Niche tourism products – a solution to tourism recovery hinh anh 1

Hanoi, (VNA) – The slow tourism trend and niche tourism products are becoming more popular in the world more than two years into the COVID-19 pandemic, and in the new context, smart tourism focusing on quality instead of quantity, experts said at a recent global summit on community-based tourism.

Niche products come under spotlight

Prof. Jafar Jafari, Founding Editor of Annals of Tourism Research: A Social Sciences Journal and Professor of Hospitality and Tourism at the University of Wisconsin-Stout, the US, has concluded on the seven “S” for the tourism industry after the pandemic, which are Safety, Security, Sanitation, Service, Sympathy, Small, Sustainability.

It is noteworthy that slow tourism is becoming a popular trend, particularly among the group of elderly senior tourists, he said, urging more attention to this group and the real value of slow tourism.

Niche tourism products – a solution to tourism recovery hinh anh 2Travelling to the countryside for “slow life” (Photo: VietnamPlus)

Tourism experts at the global summit pointed out many lessons drawn from the pandemic, which has created a deep impact on and forced changes in tourism products to adapt to the new circumstances. The next period will be the era of niche tourism products such as culinary tourism, health/wellness/spa tourism, bicycle tourism, music/yoga tourism, eco-tourism, agriculture/farm/village tourism and senior tourism.

However, in the post-pandemic recovery period, the tourism sector in most countries, are facing overloading. Destinations and communities there need more time to enhance their service quality from infrastructure to service skills. When the volume of tourists decline and stabilize, the quality of tourism will improve.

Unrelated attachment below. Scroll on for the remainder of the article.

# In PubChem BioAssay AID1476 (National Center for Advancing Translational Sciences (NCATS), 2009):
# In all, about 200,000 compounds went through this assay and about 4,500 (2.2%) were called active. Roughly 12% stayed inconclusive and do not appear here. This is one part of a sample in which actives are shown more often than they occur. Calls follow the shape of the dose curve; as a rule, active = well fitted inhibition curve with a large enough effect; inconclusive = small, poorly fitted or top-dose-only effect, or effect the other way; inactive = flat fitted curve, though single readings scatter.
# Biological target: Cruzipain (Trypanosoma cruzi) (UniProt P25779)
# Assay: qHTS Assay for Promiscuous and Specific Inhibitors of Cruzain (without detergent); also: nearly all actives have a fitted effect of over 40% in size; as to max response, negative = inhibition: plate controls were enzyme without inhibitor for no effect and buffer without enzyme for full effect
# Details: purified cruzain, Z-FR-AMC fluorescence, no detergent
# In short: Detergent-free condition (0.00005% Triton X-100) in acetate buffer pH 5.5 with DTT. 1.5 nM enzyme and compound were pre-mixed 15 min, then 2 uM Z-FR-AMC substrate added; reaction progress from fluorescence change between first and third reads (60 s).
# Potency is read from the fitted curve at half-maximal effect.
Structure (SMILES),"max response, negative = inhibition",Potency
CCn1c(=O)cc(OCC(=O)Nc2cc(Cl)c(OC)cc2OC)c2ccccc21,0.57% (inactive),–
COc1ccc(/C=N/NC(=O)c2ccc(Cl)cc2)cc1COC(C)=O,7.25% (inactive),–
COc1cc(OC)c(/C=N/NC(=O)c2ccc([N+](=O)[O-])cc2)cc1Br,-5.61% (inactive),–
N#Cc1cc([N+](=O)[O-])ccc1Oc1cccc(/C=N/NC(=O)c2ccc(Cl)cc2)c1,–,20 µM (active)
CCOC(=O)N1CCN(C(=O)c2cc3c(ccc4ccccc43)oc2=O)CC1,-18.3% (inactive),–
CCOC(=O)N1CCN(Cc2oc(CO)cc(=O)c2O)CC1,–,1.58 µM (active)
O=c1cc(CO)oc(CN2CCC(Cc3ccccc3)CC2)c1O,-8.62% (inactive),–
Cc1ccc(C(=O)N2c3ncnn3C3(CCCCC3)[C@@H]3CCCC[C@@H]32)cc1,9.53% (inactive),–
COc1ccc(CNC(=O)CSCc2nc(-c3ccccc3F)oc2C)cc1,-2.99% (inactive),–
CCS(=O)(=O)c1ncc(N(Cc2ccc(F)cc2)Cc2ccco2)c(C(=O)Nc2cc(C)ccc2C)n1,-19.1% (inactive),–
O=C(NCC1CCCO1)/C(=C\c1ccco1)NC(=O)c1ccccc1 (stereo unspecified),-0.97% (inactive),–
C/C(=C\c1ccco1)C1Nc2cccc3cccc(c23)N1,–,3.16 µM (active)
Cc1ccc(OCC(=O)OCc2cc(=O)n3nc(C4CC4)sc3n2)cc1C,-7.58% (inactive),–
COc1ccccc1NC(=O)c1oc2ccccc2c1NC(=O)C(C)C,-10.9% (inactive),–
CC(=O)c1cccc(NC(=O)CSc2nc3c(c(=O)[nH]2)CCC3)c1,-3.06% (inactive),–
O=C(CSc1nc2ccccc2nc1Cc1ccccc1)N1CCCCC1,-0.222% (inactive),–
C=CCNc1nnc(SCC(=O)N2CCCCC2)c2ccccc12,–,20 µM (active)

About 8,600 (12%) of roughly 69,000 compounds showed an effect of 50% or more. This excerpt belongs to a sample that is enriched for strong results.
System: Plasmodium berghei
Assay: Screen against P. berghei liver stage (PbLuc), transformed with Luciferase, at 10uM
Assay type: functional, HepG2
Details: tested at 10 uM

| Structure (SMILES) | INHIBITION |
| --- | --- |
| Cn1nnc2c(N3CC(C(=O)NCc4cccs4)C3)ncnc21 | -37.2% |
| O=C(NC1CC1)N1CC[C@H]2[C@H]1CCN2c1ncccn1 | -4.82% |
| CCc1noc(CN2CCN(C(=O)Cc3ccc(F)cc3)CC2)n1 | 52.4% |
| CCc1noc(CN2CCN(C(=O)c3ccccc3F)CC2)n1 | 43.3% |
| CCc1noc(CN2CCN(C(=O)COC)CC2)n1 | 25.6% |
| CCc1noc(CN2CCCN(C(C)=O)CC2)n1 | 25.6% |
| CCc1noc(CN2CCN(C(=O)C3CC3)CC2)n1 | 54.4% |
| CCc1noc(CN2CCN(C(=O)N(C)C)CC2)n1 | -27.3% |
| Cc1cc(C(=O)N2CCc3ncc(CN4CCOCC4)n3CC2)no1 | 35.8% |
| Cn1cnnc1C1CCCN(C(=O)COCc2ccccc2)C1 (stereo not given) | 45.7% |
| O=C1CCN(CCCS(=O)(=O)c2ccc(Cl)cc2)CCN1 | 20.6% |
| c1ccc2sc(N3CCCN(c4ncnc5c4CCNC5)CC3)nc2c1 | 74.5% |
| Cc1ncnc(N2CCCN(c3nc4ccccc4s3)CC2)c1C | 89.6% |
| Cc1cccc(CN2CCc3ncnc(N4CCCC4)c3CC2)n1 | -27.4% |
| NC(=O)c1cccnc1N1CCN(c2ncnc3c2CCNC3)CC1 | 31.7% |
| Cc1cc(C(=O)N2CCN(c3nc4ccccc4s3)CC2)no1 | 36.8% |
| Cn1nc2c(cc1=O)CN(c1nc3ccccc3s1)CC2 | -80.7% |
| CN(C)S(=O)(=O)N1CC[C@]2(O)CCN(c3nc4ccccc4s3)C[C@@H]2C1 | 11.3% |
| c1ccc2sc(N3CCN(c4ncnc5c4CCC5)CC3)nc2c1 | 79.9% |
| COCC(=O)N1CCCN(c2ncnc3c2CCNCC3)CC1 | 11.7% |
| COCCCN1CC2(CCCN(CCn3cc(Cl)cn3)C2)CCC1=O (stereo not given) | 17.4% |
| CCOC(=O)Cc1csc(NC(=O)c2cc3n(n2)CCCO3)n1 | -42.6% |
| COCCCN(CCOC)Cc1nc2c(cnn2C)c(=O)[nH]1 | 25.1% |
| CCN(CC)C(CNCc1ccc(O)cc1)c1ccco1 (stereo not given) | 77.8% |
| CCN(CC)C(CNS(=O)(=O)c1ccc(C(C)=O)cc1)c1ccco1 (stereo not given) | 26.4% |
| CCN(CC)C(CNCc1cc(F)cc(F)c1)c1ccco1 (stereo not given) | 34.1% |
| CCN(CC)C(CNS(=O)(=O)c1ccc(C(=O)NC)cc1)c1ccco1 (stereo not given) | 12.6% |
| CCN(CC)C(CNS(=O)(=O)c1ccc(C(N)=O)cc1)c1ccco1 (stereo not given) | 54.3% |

Overtourism is not measured by the millions of tourists, but the ability to cope with the flow of tourists of the community in destinations, Prof. Jafari said, adding that any excess beyond the coping ability of the community means overtourism.

Global solutions sought for tourism recovery  

According to statistics of the UN World Tourism Organisation (UNWTO), in the first three months of 2022, the number of international travelers increased by 182% compared to the same period in 2021. All markets showed signs of recovery in the first quarter of this year, with Europe posting the strongest recovery and the Asia-Pacific the most laggard.

As of June 10, 2022, only 49 countries fully opened their border and lifted all COVID-19-related restrictions, including Vietnam. 

Harry Hwang, Deputy Director, Regional Department for Asia & the Pacific of the UNWTO, forecast that tourism could recover to 50-70% of the pre-pandemic level in 2022. A survey by UNWTO revealed that about half of tourism experts in the world expect the tourism sector will recover to the 2019 level in 2023.

The UNWTO has implemented many activities and measures to mitigate the impact of the pandemic and stimulate post-pandemic recovery. The prioritized measures included establishing a UNWTO Global Tourism Crisis Committee, which endorsed UNWTO’s Global Guidelines to Restart Tourism, and an action plan focused on the Priorities for Tourism Recovery.  

The UNWTO has collaborated with the International Air Travel Association (IATA) to build the Destination Tracker, which is a new free online tool for governments to provide information on COVID-19 requirements for travel and the measures in place at the destination.

The organisation also encouraged countries to build reports on technical assistance for post-pandemic tourism recovery and orientations for development based on current trends.

Prof. Jafar Jafari recommended that to restore and develop tourism, countries and destinations should pay attention to re-building hospitality, listen to local communities’ opinions, focus on quality instead of quantity of visitors, and care for the satisfaction of local communities just like for that of tourists./.